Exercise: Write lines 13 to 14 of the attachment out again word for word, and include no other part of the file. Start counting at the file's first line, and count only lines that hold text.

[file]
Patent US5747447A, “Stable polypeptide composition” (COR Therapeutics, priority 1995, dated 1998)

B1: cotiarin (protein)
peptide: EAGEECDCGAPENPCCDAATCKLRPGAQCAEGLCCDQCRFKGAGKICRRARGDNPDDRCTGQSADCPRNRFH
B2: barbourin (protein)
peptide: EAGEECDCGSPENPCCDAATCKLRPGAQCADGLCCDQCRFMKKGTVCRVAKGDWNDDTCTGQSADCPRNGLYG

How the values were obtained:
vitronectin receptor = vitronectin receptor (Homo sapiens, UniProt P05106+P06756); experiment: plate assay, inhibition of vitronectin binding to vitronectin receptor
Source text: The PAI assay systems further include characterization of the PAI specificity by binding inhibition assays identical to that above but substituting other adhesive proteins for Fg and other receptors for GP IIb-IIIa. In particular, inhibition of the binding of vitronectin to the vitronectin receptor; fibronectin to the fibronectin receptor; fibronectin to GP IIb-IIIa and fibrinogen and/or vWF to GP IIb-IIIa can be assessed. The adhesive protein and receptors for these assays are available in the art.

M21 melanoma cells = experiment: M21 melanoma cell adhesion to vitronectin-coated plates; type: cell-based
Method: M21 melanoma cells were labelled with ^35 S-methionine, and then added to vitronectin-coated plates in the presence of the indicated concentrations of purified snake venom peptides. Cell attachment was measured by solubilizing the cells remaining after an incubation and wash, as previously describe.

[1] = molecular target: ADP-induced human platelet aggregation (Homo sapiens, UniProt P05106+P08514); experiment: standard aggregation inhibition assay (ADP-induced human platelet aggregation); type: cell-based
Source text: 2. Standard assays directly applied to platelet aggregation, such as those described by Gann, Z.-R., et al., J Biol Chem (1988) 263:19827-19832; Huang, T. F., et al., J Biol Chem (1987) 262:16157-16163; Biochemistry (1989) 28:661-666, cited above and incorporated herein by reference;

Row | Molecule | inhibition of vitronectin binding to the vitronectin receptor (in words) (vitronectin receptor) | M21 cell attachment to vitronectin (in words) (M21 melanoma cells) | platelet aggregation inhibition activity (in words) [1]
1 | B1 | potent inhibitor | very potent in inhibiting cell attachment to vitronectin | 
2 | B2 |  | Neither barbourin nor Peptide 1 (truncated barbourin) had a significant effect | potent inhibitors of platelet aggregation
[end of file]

Row | Molecule | inhibition of vitronectin binding to the vitronectin receptor (in words) (vitronectin receptor) | M21 cell attachment to vitronectin (in words) (M21 melanoma cells) | platelet aggregation inhibition activity (in words) [1]
1 | B1 | potent inhibitor | very potent in inhibiting cell attachment to vitronectin | 